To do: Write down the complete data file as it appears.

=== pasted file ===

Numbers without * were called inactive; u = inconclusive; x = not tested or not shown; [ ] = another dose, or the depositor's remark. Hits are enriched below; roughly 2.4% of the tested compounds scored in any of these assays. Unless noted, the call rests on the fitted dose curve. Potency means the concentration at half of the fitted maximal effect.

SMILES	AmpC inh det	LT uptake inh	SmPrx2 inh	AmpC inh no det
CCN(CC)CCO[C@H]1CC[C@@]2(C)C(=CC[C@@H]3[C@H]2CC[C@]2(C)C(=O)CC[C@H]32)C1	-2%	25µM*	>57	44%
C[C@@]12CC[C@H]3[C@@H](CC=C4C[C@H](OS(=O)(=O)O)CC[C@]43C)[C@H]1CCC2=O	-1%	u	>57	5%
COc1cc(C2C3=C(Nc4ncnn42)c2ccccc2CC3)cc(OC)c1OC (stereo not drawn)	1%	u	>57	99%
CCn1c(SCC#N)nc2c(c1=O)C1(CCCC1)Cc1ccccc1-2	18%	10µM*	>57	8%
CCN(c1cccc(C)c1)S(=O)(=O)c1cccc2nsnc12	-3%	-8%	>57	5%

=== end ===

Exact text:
Numbers without * were called inactive; u = inconclusive; x = not tested or not shown; [ ] = another dose, or the depositor's remark. Hits are enriched below; roughly 2.4% of the tested compounds scored in any of these assays. Unless noted, the call rests on the fitted dose curve. Potency means the concentration at half of the fitted maximal effect.

SMILES	AmpC inh det	LT uptake inh	SmPrx2 inh	AmpC inh no det
CCN(CC)CCO[C@H]1CC[C@@]2(C)C(=CC[C@@H]3[C@H]2CC[C@]2(C)C(=O)CC[C@H]32)C1	-2%	25µM*	>57	44%
C[C@@]12CC[C@H]3[C@@H](CC=C4C[C@H](OS(=O)(=O)O)CC[C@]43C)[C@H]1CCC2=O	-1%	u	>57	5%
COc1cc(C2C3=C(Nc4ncnn42)c2ccccc2CC3)cc(OC)c1OC (stereo not drawn)	1%	u	>57	99%
CCn1c(SCC#N)nc2c(c1=O)C1(CCCC1)Cc1ccccc1-2	18%	10µM*	>57	8%
CCN(c1cccc(C)c1)S(=O)(=O)c1cccc2nsnc12	-3%	-8%	>57	5%